Although there are four ohc engines, most folks steer clear of the 1599/1759cc unit because you get more out of a standard 2.0/2.3- litre lump, plus they don’t tweak as well. First step on all is to fi t an evergreen Weber 28/36 carb which will suffi ce for an enormous amount of tuning with new chokes and jets.

The biggest gain comes with a big valve head and, while any specialist can replicate it, there’s still a lot of Blydenstein equipment around (try

Adrian Millar spares in Snetterton). There were four stages, the first pair being simply improved standard heads. while the latter two were better known as Big Valve heads; Stage 4 boasting a higher compression ratio. On a 2.3 engine, with suitable carb and exhaust manifolding 135bhp is available. Incidentally, the HP Firenza yielded 131bhp and the head and cam design was largely pinched from Blydenstein!

Bill was more interested in real world driveability than outright bhp figures and, although he produced hotter ‘GT’ cams, most folks left this component alone, on his advice, as it spoiled this engine’s famed low speed torque. On the other hand, these engines were notoriously asthmatic and unwilling to rev, so a hairier one (along the lines of the Droopsnoot’s) is a good move. If you have a 1600cc or 1800cc engine then the 2.0 and preferably the 2.3 boast a better profile and provide a bit more pep for pennies.

Blydenstein did produce special 2.5/2.6-litre cranks which give modern diesel-like torque figures (210lbft!) but these are rare finds.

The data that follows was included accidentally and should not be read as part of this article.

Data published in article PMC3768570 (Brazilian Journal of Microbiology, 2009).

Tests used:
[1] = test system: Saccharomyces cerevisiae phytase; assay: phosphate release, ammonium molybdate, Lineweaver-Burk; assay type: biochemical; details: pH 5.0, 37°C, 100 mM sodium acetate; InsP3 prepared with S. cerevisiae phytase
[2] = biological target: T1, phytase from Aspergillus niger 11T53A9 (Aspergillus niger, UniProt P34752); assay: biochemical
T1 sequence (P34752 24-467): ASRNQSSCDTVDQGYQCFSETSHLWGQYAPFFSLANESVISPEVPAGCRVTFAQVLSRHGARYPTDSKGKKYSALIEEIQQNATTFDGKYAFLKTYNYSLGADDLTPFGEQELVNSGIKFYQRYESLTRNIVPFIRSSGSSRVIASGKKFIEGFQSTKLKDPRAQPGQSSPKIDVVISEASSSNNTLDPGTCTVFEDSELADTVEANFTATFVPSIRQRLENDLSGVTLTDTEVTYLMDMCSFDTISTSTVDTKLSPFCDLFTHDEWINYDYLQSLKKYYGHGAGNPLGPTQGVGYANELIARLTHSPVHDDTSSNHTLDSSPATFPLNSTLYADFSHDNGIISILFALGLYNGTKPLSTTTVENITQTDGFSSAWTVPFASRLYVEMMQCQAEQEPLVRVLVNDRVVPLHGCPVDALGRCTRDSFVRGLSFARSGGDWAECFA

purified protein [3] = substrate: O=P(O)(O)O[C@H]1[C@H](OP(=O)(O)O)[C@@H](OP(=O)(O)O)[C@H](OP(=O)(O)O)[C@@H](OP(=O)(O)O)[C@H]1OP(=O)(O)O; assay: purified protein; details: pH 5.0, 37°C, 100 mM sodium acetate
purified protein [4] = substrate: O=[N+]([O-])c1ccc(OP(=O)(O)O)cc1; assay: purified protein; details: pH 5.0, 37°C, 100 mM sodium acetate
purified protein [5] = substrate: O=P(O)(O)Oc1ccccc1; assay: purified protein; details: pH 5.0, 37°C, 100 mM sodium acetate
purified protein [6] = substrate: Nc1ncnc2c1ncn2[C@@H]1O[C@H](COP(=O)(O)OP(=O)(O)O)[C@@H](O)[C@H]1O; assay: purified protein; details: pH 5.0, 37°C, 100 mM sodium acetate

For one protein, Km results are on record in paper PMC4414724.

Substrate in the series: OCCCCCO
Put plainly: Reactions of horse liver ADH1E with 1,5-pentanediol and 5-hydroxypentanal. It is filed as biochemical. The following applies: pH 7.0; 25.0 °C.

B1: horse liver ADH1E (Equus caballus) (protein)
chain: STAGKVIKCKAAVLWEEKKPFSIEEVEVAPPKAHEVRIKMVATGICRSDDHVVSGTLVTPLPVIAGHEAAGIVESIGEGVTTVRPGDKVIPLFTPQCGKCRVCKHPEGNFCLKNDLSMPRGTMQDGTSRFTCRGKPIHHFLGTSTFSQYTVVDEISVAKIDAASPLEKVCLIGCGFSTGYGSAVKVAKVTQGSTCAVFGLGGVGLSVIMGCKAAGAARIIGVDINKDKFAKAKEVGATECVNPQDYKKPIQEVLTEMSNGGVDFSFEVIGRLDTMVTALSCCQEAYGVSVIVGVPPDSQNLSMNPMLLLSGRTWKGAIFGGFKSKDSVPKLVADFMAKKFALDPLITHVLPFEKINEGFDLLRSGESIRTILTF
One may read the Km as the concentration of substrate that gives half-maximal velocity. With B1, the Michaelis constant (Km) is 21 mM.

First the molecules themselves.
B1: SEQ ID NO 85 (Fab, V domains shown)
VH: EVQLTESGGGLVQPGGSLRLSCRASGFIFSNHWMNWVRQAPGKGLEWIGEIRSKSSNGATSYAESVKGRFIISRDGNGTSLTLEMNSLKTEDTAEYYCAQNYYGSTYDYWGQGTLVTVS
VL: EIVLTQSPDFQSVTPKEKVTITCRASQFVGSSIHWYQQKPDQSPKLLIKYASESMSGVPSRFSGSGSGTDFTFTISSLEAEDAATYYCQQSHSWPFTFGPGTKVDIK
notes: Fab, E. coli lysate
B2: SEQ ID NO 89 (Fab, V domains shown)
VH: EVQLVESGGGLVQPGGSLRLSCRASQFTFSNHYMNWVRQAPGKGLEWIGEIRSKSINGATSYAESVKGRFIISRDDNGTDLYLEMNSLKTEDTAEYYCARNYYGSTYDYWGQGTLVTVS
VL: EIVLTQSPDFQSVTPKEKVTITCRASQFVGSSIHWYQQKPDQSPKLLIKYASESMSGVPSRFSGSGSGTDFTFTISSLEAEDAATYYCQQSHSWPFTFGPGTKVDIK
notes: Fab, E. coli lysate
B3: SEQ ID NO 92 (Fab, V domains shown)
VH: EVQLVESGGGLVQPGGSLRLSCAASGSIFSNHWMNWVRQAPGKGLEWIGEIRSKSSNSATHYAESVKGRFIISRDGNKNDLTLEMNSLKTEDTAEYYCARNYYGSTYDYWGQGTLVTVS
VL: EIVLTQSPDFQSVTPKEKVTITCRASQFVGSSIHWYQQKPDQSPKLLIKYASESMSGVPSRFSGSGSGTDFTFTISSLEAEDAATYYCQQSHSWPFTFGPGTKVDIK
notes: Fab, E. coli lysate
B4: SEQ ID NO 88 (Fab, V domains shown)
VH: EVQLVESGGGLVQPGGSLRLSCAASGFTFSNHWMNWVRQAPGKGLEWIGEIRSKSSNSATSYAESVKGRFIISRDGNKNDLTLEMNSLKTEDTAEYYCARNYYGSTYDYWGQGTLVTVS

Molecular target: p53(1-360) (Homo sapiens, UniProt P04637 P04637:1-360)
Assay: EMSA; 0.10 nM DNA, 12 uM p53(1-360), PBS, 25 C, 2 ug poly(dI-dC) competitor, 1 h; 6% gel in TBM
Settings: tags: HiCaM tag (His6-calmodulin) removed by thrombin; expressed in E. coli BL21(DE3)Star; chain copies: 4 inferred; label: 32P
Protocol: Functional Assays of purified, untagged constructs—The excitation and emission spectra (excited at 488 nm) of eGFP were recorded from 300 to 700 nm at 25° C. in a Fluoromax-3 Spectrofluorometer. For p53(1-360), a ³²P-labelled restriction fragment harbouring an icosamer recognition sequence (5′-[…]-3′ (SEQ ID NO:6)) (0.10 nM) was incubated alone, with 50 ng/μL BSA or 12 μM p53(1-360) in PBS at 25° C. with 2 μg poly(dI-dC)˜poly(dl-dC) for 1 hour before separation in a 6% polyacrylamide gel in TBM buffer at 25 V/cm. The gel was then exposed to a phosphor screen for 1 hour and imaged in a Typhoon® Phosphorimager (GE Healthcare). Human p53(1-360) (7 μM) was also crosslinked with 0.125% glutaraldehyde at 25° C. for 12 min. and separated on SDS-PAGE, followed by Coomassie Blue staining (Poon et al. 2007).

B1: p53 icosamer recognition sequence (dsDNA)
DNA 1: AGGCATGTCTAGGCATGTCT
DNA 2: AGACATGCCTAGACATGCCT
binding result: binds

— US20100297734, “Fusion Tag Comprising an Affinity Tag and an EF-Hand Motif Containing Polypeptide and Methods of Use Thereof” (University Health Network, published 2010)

But 150-170bhp is on the cards for tractable road and motorsport use. If you want to go further, then the engine from a Lotus Elise/Eclat or Jensen-Healey (pictured) just drops in as it’s based on the Vauxhall block: 140bhp minimum is on tap with much more attainable. Don’t try fitting the Lotus heads on the Vauxhall block as the oil ways are different and it’s a complex fix.

As with the smaller ohv, modified ignition is essential attire. Fuelling is best served by twin Weber DCOEs although the simple 28/36 copes with most road needs reckoned Bill. 

Bear in mind that specialist sports car builder Panther marketed a 2.3 turbo powered Kallista and it went like stink!

Want even more power? As the slant four engine was essentially half a V8, numerous Vivas and Magnums are running around with American V8s, not least the easily attainable Buick/Rover unit which yields around 155bhp.

Let’s talk transmissions! While they all wore four-speed gearboxes, overdrive (as used on the VX 4/90) was available, as was a pukka fivespeed ZF ‘box. This was fitted not only to the Droopsnoot but also post ‘77 VX4/90s and Bedford CF vans from the early ‘70s, but a new hole for the lever needs to be cut. Remember that post ‘73 VX4/90s, now sans overdrive, featured better chosen intermediates as compensation.

There was also a limited slip differential would you believe. Admittedly it figured on the ill-starred FC Series 101Victor/VX 4/90 but the ‘Super traction’ axle worked well – if you can find one now. Other beefier units from the XJ6 and Reliant Scimitar GTE have been grafted on.